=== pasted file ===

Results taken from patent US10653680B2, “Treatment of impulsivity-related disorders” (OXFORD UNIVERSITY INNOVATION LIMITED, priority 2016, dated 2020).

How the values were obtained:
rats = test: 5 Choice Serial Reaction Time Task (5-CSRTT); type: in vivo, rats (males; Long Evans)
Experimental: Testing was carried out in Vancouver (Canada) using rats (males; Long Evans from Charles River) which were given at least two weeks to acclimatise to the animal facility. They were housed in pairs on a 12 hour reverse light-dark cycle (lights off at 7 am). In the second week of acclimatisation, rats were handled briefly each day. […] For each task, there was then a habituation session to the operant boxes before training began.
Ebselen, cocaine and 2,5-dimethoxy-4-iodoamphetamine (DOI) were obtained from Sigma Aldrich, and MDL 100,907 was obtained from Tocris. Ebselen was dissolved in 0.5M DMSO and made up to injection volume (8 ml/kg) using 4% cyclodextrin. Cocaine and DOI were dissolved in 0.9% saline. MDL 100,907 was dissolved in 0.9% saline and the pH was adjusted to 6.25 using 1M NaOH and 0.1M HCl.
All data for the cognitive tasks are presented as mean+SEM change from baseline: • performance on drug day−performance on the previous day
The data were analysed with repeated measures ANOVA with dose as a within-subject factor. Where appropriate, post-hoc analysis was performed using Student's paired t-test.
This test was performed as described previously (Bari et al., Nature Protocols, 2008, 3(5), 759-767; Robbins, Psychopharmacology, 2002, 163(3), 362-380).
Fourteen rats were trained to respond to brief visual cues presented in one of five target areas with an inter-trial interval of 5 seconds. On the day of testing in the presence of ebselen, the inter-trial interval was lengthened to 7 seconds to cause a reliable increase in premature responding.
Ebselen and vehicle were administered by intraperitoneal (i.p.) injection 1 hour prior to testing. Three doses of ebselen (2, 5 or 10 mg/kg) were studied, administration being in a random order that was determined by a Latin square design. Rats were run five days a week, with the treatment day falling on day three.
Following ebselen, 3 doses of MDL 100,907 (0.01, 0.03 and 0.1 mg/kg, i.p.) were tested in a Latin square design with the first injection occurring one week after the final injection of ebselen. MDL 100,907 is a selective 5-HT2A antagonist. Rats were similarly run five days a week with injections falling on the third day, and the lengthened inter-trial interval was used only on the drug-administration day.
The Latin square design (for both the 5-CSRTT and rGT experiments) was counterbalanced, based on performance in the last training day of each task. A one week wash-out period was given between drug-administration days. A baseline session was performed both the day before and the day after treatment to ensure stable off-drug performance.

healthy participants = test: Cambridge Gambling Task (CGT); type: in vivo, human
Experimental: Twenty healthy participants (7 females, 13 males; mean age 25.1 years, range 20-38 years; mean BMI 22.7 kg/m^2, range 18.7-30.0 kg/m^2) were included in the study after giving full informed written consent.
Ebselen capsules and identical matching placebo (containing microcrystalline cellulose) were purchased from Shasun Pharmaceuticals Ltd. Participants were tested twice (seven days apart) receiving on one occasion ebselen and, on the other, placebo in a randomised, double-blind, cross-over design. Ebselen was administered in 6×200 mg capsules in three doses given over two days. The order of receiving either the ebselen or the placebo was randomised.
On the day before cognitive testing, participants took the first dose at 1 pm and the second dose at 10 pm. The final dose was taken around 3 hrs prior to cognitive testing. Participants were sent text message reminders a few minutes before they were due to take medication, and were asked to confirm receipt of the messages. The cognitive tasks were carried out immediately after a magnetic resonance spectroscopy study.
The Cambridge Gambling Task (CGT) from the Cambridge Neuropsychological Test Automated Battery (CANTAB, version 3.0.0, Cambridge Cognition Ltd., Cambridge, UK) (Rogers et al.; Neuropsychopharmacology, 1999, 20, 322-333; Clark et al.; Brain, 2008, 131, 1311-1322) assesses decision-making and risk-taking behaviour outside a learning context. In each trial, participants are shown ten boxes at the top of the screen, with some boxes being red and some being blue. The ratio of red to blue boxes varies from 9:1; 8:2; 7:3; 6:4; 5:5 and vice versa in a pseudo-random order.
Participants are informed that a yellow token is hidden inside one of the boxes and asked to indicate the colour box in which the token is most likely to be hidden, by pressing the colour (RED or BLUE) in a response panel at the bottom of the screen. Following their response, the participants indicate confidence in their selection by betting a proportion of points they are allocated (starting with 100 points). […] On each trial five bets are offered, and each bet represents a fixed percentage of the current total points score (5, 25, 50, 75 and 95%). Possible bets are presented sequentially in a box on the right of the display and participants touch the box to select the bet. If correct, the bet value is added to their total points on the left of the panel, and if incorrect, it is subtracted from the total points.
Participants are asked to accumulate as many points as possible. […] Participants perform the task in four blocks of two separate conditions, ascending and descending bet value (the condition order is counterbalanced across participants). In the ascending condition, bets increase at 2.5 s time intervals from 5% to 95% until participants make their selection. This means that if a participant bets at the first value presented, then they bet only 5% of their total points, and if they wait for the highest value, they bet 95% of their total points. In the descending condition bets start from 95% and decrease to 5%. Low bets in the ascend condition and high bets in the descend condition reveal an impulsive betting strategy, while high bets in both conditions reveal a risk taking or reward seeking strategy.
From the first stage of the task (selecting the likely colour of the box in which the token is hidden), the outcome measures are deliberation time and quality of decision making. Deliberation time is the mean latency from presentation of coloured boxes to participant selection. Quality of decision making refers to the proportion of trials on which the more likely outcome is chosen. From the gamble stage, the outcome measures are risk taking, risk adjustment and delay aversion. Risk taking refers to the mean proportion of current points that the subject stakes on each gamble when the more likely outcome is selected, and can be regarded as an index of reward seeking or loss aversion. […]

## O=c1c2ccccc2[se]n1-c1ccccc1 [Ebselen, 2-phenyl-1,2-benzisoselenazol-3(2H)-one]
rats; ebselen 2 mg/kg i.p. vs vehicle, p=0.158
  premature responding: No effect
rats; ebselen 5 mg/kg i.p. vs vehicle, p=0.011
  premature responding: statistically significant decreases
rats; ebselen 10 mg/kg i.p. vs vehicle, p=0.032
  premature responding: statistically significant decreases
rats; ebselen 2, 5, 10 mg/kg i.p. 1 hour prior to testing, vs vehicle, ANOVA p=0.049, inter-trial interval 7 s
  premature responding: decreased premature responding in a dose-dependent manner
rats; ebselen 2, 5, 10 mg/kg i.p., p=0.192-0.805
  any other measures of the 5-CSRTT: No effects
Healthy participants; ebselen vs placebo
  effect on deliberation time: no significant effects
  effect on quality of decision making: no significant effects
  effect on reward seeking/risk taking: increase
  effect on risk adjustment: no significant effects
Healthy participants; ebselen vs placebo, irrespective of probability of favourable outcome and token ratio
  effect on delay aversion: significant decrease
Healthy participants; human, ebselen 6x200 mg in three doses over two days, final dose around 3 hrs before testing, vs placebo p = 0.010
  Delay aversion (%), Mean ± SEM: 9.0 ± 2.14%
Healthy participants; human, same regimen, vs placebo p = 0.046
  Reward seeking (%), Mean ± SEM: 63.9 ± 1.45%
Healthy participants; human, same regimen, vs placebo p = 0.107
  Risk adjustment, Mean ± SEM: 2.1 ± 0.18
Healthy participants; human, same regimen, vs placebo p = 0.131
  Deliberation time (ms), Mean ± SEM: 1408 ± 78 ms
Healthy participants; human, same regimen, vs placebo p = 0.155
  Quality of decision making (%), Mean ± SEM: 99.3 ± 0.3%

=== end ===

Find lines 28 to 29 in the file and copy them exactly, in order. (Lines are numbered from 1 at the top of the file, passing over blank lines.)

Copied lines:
rats; ebselen 2, 5, 10 mg/kg i.p. 1 hour prior to testing, vs vehicle, ANOVA p=0.049, inter-trial interval 7 s
  premature responding: decreased premature responding in a dose-dependent manner